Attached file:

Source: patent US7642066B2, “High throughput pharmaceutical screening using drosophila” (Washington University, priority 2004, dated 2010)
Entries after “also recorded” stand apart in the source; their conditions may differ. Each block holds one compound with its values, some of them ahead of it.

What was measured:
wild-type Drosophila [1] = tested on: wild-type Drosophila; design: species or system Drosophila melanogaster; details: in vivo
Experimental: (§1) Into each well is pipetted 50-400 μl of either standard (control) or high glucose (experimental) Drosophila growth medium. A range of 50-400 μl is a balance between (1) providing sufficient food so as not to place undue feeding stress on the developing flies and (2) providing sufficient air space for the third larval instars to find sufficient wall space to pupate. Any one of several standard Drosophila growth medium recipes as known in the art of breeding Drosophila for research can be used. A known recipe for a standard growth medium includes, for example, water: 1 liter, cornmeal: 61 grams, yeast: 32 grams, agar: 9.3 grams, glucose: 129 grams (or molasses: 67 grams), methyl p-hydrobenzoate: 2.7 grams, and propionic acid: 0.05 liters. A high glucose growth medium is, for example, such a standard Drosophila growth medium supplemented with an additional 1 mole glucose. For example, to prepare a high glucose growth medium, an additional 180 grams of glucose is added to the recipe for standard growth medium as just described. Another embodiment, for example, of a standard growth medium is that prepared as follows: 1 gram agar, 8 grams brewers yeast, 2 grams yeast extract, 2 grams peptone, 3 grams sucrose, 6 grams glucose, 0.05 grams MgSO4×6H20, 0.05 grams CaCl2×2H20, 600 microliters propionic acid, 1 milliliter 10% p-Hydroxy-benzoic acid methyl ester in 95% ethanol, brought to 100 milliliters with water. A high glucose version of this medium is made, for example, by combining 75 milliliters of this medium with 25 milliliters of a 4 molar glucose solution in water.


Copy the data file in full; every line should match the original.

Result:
Source: patent US7642066B2, “High throughput pharmaceutical screening using drosophila” (Washington University, priority 2004, dated 2010)
Entries after “also recorded” stand apart in the source; their conditions may differ. Each block holds one compound with its values, some of them ahead of it.

What was measured:
wild-type Drosophila [1] = tested on: wild-type Drosophila; design: species or system Drosophila melanogaster; details: in vivo
Experimental: (§1) Into each well is pipetted 50-400 μl of either standard (control) or high glucose (experimental) Drosophila growth medium. A range of 50-400 μl is a balance between (1) providing sufficient food so as not to place undue feeding stress on the developing flies and (2) providing sufficient air space for the third larval instars to find sufficient wall space to pupate. Any one of several standard Drosophila growth medium recipes as known in the art of breeding Drosophila for research can be used. A known recipe for a standard growth medium includes, for example, water: 1 liter, cornmeal: 61 grams, yeast: 32 grams, agar: 9.3 grams, glucose: 129 grams (or molasses: 67 grams), methyl p-hydrobenzoate: 2.7 grams, and propionic acid: 0.05 liters. A high glucose growth medium is, for example, such a standard Drosophila growth medium supplemented with an additional 1 mole glucose. For example, to prepare a high glucose growth medium, an additional 180 grams of glucose is added to the recipe for standard growth medium as just described. Another embodiment, for example, of a standard growth medium is that prepared as follows: 1 gram agar, 8 grams brewers yeast, 2 grams yeast extract, 2 grams peptone, 3 grams sucrose, 6 grams glucose, 0.05 grams MgSO4×6H20, 0.05 grams CaCl2×2H20, 600 microliters propionic acid, 1 milliliter 10% p-Hydroxy-benzoic acid methyl ester in 95% ethanol, brought to 100 milliliters with water. A high glucose version of this medium is made, for example, by combining 75 milliliters of this medium with 25 milliliters of a 4 molar glucose solution in water.